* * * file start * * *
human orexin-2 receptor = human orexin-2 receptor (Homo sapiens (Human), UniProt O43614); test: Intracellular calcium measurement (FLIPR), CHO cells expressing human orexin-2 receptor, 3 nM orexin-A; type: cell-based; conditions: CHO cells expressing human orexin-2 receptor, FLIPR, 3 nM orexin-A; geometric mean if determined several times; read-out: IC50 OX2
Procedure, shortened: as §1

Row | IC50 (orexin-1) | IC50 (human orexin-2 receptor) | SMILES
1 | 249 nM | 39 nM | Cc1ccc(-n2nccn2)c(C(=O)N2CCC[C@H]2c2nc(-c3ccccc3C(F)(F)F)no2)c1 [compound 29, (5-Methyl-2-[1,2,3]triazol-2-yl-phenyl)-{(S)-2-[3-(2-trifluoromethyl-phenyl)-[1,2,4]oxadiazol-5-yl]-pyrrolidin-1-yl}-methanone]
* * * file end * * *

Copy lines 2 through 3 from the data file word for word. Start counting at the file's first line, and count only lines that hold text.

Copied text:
Procedure, shortened: as §1

Row | IC50 (orexin-1) | IC50 (human orexin-2 receptor) | SMILES